// Get the possible values of continents and begin loop
levelsof continent, local(continents)
foreach c in `continents' {
	// Get the label for each level of the continent variable to be used when saving the file
	local cname: label continent `c'
	di "Creating .ppt for `cname'."

So far, we’ve simply downloaded our data from Github and began our loop across the values of the continents variable. Also, since continent is a factor variable we created a local (cname) to store the name of each continent (e.g., Africa, Asia, etc.).

// Preserving/restoring the data before we limit to each continent
		keep if continent == `c'

We’re doing two things here: (1) saving our unaltered data to restore later and (2) limiting our sample to just those where the continent variable equals whichever continent we’re focusing on for this loop.

		// First, clean up any files in the current directory leftover from previous loop
		cap erase "template.zip"
		cap shell rd "_rels" /s /q
		cap shell rd  "docProps" /s /q
		cap shell rd  "ppt" /s /q
		cap erase "[Content_Types].xml"

		// Next copy our template and rename as a .zip file
		shell copy "template.pptx" "template.zip"

		// Next, unzip our template
		unzipfile "template.zip"

Next, we clean up any files that might have been left over from a previous iteration of the loop, copy our template.pptx file as template.zip, and unzip the contents of that .zip file into the current folder.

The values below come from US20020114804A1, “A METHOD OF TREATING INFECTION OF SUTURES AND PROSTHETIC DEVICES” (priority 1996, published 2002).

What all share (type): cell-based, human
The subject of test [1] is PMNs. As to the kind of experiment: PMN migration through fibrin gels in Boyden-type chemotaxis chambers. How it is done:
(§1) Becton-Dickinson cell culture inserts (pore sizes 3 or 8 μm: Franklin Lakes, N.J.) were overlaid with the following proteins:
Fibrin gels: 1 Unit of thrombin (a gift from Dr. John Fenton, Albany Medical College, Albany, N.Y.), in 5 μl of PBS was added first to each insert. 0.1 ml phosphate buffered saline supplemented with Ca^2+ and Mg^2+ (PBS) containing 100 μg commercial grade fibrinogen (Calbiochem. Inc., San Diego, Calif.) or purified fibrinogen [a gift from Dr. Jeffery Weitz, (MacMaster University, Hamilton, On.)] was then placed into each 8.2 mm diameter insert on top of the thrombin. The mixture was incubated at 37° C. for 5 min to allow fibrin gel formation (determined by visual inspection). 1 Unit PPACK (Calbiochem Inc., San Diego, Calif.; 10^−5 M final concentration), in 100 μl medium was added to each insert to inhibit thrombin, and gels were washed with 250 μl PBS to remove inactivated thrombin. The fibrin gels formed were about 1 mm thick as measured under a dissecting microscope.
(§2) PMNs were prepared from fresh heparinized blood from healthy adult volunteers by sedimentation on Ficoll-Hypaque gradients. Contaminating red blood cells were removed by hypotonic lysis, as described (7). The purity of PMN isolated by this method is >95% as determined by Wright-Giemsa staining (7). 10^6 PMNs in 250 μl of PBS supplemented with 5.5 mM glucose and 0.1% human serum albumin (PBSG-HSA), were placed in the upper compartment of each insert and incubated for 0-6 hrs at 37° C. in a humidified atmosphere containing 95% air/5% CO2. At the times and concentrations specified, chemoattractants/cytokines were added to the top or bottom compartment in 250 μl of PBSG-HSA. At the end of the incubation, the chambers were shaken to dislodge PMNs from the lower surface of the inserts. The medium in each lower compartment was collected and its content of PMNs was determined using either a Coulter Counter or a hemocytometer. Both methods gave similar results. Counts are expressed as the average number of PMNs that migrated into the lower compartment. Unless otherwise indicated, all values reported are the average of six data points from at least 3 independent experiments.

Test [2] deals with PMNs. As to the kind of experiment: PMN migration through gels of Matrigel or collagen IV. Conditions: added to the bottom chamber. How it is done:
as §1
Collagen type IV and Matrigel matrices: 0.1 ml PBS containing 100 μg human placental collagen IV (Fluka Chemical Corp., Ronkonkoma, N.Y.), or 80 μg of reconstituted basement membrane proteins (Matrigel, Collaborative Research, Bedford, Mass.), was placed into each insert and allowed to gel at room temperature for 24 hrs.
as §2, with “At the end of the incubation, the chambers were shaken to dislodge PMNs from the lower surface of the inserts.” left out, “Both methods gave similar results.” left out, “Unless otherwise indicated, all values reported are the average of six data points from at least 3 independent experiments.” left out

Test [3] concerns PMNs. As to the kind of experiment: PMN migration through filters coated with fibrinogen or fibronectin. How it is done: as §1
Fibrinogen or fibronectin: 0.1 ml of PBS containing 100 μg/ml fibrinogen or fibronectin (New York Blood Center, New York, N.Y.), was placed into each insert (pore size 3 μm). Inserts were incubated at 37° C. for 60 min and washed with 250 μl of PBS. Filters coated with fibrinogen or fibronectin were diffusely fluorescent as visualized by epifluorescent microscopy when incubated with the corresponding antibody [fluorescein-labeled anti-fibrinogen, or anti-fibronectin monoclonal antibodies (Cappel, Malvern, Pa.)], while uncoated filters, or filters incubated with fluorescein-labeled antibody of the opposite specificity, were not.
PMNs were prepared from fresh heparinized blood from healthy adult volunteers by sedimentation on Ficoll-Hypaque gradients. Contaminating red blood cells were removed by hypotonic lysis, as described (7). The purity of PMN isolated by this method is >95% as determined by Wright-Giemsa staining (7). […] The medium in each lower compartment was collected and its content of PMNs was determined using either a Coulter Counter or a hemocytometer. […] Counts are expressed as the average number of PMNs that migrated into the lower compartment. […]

// Graph 1: GDP Per Capita vs. Life Expectancy
			twoway scatter gdpPercap lifeExp
			graph export "ppt/media/image2.svg", replace width(13in) height(7in)
			// Graph 2: GDP Per Capita vs. Life Expectancy by Year
			twoway scatter gdpPercap lifeExp, by(year)
			graph export "ppt/media/image4.svg", replace width(13in) height(7in)

			// Graph 3: Bar chart for populations over 1,000,000 in 2007
			graph hbar pop if year == 2007 & pop > 1000000, over(country, sort(pop))
			graph export "ppt/media/image6.svg", replace width(13in) height(7in)

			// Table 1: Average Life Expectancy, Population, and GDP Per Capita by Country
			// Getting values to put in using tabstat/tabstatmat
			tabstat lifeExp, by(year) statistics(mean sd min max) nosep save
			tabstatmat table1, nototal

			// 	Using putexcel to export the summary statistics above
			putexcel set "ppt/embeddings/Microsoft_Excel_Worksheet.xlsx", modify
			putexcel A2 = matrix(table1), names

Notice here I am exporting figures to have the same dimensions as the ones in the template file and to replace the corresponding renamed .svg files. Additionally, I am modifying the Excel worksheet instead of replacing it to maintain table formatting.

		// To finish this iteration of the loop, we simply zip the folder back up
		zipfile _rels docProps ppt "[Content_Types].xml", saving("report_`cname'.pptx", replace)


This last step is simple, but important. We need to re-zip the folders and [Content_Types].xml file into a finalized .pptx file. Here, I’ve named the final output as report_'cname'.pptx so that the presentations will have a consistent filename pattern ending in the local I defined at the beginning of the loop.

Wrapping Up

If your template includes a table that needs updating you’ll need to open the output file (e.g., report_Africa.pptx) and double click on the table to update it.

That’s it - you should now have a bunch of reports that can be customized for specific audiences without using an exuberant amount of your time. This isn’t a perfect process by any means, but has worked really well for my purposes.

If you find bugs or think of improvements let me know! Thanks for reading.

  1. I know it’s possible in R, but sometimes the language used for a projected is determined by what language everyone knows. ↩︎

  2. Free data from World Bank via Gapminder.org, CC-By License. ↩︎

Andrew M. Camp
Andrew M. Camp
Distinguished Doctoral Fellow

I research teacher labor markets, teacher quality, and Covid-19’s impact on students, families, and teachers.